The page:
Identifying when to use each approach is one of the central skills of Family-Centered Coaching. It is critical to talk with participants about the different roles you might play, depending on what they would find most useful. This transparency and collaboration with participants provides choice and puts participants in control of how they work toward their goals and manage their lives and families.
While there are many other approaches to engage with families, such as mentoring, counseling, solution-focused therapy, and family-support services, Family-centered coaching focuses on case management, readiness assessment, and goal-setting because they are most readily applied and used by coaches and providers across different fields.
Creating Space for a Fluid Approach in Your Organization
Fluidity between approaches will look different depending on how an organization chooses to implement Family-Centered Coaching. In some cases, the approaches may be spread among several different staff positions, such as a coach, a case manager, and a clinical counselor. If this is the case, then strong internal coordination is necessary so that a participant’s transition from working with one staff person to another is smooth and seamless, and staff are clear on their roles. At a minimum, all staff should be aware of the concepts within the three approaches so that they can recognize what – and who – might be needed at a given moment.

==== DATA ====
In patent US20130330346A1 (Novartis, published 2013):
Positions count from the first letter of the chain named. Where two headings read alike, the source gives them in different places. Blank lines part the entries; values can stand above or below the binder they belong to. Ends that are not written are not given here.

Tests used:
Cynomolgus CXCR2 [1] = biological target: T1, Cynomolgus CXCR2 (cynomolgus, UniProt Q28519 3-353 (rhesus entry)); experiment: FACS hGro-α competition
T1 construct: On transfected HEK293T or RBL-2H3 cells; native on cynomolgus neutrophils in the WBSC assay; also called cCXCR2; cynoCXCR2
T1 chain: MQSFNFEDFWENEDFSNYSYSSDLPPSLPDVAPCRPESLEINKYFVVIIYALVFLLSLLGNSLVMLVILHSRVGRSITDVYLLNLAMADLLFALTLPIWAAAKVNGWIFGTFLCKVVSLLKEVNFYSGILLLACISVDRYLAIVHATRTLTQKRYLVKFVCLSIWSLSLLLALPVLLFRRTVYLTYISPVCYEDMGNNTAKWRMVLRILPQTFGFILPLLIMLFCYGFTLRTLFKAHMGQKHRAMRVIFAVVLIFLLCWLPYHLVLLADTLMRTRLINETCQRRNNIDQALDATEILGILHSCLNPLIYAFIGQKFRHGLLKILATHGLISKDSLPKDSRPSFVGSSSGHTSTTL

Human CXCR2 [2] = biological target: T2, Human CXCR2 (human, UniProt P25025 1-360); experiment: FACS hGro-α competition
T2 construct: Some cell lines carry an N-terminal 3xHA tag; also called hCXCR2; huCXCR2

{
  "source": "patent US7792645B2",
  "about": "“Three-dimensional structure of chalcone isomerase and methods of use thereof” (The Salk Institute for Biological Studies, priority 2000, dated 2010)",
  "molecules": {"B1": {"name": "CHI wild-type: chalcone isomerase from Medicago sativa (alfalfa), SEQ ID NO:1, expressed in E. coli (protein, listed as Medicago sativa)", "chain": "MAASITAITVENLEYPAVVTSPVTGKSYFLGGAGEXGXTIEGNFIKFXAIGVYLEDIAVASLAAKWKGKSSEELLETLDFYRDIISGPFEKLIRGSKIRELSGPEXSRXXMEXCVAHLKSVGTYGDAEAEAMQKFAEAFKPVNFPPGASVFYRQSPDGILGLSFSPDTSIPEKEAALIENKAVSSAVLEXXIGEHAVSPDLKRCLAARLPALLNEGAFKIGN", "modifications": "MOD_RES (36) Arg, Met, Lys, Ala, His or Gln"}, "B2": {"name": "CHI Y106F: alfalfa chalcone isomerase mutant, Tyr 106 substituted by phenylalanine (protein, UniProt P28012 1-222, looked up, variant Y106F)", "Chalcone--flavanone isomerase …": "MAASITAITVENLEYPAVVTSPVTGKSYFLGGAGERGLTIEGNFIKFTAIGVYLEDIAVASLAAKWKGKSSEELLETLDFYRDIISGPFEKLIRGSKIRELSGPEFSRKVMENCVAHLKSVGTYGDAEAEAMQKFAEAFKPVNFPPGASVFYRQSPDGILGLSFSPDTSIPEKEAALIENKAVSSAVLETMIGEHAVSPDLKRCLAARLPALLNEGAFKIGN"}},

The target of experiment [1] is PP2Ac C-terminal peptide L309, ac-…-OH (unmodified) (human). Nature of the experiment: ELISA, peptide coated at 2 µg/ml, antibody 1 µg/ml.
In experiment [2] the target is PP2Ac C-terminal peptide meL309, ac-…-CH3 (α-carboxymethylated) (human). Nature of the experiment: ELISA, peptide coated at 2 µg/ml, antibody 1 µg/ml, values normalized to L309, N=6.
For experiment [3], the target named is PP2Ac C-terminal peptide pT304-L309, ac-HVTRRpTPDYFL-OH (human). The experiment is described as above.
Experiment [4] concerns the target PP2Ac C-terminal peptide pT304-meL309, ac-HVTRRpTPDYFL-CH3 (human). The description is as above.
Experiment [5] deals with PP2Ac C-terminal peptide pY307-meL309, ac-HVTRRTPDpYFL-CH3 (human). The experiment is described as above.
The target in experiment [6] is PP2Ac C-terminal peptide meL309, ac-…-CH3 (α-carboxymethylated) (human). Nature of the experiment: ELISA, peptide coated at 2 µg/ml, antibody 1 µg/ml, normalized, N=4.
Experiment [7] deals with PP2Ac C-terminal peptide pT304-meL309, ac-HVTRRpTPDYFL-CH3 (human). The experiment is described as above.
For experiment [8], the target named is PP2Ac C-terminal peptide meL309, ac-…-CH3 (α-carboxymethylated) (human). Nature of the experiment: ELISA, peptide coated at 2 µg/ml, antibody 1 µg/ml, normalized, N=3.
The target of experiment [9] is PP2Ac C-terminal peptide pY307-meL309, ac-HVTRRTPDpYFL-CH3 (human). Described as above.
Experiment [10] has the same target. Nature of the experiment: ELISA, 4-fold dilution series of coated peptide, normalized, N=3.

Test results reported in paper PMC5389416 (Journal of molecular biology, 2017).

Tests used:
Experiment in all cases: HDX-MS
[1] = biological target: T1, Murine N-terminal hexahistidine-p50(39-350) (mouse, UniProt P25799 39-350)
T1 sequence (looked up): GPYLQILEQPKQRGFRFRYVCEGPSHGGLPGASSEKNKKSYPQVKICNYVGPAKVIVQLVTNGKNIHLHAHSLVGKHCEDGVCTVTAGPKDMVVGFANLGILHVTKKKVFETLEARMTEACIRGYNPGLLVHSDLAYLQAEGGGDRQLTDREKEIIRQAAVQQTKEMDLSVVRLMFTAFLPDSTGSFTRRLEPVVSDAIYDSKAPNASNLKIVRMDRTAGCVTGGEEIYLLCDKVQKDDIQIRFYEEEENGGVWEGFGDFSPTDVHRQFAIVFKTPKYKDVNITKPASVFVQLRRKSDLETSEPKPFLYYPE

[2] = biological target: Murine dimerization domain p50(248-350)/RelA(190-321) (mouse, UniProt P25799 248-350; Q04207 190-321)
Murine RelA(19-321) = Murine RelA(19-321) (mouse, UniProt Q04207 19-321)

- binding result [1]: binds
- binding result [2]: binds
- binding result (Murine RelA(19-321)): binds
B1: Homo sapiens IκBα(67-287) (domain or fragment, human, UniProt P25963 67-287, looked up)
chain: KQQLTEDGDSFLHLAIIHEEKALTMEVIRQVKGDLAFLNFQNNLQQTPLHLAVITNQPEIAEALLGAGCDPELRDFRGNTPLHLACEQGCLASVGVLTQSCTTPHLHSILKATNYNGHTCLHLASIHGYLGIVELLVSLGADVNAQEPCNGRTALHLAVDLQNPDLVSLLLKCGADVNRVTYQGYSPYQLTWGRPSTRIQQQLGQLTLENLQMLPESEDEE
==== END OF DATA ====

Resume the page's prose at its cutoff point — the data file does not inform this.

In other settings, a coach may be expected to move between all three approaches when working with a participant. In this case, it is essential that a coach have a clear understanding of when and why they are switching approaches. In both cases, communicating and consulting with the participant about shifting approaches is critical.